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Regional Heterogeneity and Fertility Behaviour in India

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  • S. Irudaya Rajan
  • Christophe Z. Guilmoto

Abstract

This paper examines regional heterogeneity both from statistical and cartographic perspectives, using factor analysis of non-demographic data, models of fertility determinants and district-wise mapping to test out the presence of regional clustering. Regional analysis reveals that economic, social and health indicators display spatial patterns as strong as fertility rates. All recent models of fertility incorporate a significant geographical component (using dummy regional variables or autocorrelation measurements). The map of fertility decline spreading along culturally and spatially contiguous regions also suggests that diffusion mechanisms may play an independent role in the spread of new reproductive behaviour (small family norm). Though diffusion per se, no real explanation for the fast decline of fertility in Southern or Coastal India (what would then be the cause of diffusion in the first place?), it would definitely be important to understand how these mechanisms are facilitated by social and cultural homogeneity or by regional policies. [Working Paper No. 290]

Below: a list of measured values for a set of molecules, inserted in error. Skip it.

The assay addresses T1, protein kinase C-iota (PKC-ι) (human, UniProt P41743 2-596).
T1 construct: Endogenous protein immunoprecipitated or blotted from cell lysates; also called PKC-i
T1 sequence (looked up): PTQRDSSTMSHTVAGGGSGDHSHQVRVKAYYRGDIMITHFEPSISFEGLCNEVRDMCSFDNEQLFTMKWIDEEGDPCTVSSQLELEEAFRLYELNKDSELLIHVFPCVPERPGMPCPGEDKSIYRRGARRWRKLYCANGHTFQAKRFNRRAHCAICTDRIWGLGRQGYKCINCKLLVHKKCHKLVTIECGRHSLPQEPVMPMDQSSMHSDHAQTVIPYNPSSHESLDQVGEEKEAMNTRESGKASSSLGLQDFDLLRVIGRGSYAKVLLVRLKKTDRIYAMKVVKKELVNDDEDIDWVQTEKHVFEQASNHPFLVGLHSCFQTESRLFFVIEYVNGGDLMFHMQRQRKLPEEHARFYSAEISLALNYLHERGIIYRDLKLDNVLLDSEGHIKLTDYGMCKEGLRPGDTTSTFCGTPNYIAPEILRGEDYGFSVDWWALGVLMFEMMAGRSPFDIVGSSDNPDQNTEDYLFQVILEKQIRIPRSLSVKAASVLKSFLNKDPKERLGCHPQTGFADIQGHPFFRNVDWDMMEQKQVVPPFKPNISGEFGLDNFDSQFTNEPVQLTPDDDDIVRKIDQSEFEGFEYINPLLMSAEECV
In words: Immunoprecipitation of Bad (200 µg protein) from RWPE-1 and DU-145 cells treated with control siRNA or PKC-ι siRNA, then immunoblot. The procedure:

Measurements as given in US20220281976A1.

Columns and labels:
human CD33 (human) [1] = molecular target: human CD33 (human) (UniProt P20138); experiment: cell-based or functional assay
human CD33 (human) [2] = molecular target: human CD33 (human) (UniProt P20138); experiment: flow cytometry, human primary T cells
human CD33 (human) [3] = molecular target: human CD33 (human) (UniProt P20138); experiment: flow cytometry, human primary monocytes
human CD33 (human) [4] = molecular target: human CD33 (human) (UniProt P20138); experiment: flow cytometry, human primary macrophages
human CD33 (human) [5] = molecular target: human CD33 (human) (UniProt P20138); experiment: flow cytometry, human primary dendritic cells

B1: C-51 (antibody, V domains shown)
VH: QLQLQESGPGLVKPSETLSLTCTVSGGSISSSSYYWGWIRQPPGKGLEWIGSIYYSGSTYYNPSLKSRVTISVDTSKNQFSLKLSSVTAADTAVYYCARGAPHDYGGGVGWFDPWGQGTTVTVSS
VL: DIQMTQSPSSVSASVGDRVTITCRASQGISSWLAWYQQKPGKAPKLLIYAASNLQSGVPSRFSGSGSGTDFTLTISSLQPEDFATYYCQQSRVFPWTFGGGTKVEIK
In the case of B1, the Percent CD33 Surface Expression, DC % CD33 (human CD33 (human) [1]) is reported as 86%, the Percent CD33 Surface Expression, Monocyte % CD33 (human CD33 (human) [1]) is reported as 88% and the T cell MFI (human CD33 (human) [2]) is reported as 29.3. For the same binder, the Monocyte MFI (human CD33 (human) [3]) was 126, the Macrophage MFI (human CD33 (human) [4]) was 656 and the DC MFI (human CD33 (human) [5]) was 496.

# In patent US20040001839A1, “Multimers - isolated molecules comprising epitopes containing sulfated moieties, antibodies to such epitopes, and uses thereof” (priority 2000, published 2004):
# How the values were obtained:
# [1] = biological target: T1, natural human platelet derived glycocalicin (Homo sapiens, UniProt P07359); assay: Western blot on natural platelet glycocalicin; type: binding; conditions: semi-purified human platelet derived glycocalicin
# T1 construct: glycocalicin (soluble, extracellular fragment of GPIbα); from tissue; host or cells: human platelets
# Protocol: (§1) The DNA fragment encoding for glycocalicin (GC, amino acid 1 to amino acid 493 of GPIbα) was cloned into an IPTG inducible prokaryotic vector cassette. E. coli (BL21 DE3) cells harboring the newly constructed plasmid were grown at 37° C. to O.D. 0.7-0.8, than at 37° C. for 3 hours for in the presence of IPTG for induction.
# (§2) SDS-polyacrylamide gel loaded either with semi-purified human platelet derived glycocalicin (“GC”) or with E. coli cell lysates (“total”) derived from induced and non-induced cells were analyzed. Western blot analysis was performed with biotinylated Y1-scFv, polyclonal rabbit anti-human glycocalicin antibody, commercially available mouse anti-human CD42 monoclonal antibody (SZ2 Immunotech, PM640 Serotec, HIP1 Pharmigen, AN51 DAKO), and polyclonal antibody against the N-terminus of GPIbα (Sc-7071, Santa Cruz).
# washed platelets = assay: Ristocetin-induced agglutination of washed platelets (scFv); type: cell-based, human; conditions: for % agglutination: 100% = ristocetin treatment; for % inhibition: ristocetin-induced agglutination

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Bibliographic Info

Paper provided by eSocialSciences in its series Working Papers with number id:3154.

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Date of creation: Nov 2010
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Handle: RePEc:ess:wpaper:id:3154

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Keywords: Fertility; South India; diffusion; heterogeneity; family planning; reproductive behaviour; coastal India; infant mortality;

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  1. Pollak, R.A. & Watkins, S.C., 1993. "Cultural and Economic Approaches to Fertility : A Proper Marriage or a Mesalliance?," Discussion Papers in Economics at the University of Washington 93-11, Department of Economics at the University of Washington.
  2. Friedlander, Dov & Schellekens, Jona & Ben-Moshe, Eliahu, 1991. "The Transition from High to Low Marital Fertility: Cultural or Socioeconomic Determinants?," Economic Development and Cultural Change, University of Chicago Press, vol. 39(2), pages 331-51, January.
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Cited by:
  1. N. Vijayamohanan Pillai, 2004. "CES function, generalised mean and human poverty index: Exploring some links," Centre for Development Studies, Trivendrum Working Papers 360, Centre for Development Studies, Trivendrum, India.

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